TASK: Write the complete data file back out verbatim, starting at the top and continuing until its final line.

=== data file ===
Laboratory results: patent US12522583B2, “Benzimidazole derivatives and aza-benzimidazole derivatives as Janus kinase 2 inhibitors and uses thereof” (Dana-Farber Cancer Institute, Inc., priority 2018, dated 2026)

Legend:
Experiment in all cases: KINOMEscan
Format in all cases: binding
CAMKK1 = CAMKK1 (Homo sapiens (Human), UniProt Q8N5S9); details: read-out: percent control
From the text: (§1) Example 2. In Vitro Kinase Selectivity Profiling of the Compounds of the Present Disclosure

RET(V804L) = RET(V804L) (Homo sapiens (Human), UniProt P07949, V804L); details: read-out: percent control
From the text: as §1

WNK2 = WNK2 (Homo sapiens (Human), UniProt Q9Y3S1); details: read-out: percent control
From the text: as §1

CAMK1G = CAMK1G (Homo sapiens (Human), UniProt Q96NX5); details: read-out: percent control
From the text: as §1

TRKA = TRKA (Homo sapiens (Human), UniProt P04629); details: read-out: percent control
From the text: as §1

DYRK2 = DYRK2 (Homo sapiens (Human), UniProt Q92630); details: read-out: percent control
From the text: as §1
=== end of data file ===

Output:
Laboratory results: patent US12522583B2, “Benzimidazole derivatives and aza-benzimidazole derivatives as Janus kinase 2 inhibitors and uses thereof” (Dana-Farber Cancer Institute, Inc., priority 2018, dated 2026)

Legend:
Experiment in all cases: KINOMEscan
Format in all cases: binding
CAMKK1 = CAMKK1 (Homo sapiens (Human), UniProt Q8N5S9); details: read-out: percent control
From the text: (§1) Example 2. In Vitro Kinase Selectivity Profiling of the Compounds of the Present Disclosure

RET(V804L) = RET(V804L) (Homo sapiens (Human), UniProt P07949, V804L); details: read-out: percent control
From the text: as §1

WNK2 = WNK2 (Homo sapiens (Human), UniProt Q9Y3S1); details: read-out: percent control
From the text: as §1

CAMK1G = CAMK1G (Homo sapiens (Human), UniProt Q96NX5); details: read-out: percent control
From the text: as §1

TRKA = TRKA (Homo sapiens (Human), UniProt P04629); details: read-out: percent control
From the text: as §1

DYRK2 = DYRK2 (Homo sapiens (Human), UniProt Q92630); details: read-out: percent control
From the text: as §1